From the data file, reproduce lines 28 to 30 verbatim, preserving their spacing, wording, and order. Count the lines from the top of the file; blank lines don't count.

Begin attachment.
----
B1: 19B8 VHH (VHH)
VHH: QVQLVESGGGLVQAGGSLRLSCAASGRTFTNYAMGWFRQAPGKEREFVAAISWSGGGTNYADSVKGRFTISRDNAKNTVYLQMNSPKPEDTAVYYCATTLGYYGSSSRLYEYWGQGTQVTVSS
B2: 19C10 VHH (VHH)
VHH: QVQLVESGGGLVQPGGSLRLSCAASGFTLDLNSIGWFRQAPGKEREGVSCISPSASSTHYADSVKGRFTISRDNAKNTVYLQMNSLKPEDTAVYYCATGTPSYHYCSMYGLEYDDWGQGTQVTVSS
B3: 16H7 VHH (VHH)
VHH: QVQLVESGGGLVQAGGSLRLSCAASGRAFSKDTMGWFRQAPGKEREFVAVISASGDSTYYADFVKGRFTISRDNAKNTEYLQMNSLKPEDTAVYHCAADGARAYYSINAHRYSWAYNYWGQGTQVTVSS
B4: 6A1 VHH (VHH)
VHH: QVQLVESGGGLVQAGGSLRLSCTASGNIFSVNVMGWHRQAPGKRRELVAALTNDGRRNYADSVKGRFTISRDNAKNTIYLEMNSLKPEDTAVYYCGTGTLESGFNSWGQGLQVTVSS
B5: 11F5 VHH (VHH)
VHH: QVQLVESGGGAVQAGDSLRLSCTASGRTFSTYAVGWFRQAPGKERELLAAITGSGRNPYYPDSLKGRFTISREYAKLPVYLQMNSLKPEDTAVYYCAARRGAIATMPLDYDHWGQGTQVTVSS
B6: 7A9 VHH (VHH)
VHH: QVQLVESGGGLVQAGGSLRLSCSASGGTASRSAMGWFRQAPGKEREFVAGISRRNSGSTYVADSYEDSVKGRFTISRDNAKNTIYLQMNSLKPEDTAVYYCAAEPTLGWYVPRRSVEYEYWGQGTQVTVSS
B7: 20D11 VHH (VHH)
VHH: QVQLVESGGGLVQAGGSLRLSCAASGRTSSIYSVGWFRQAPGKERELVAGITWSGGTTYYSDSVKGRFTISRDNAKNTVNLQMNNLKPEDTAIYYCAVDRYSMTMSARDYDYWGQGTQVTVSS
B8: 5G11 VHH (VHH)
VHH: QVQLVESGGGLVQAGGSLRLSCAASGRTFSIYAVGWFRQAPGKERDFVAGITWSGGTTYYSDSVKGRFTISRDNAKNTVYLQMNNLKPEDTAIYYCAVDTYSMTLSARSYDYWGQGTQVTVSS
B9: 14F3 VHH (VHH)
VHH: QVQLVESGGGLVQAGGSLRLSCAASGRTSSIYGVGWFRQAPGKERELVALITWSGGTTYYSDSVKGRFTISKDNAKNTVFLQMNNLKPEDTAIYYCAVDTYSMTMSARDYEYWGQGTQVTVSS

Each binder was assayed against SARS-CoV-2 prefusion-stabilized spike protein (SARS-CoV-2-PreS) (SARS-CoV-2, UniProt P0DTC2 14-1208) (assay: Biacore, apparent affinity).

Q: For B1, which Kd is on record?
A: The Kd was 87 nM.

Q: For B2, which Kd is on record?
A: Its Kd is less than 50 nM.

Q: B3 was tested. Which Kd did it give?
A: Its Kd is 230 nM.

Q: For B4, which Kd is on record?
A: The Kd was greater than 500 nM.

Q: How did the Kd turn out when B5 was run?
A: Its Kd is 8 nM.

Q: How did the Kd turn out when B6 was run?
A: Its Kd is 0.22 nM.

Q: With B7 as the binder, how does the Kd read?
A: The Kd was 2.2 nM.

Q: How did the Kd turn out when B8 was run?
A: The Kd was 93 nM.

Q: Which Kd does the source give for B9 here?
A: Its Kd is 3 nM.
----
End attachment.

Q: How did the Kd turn out when B5 was run?
A: Its Kd is 8 nM.

Q: How did the Kd turn out when B6 was run?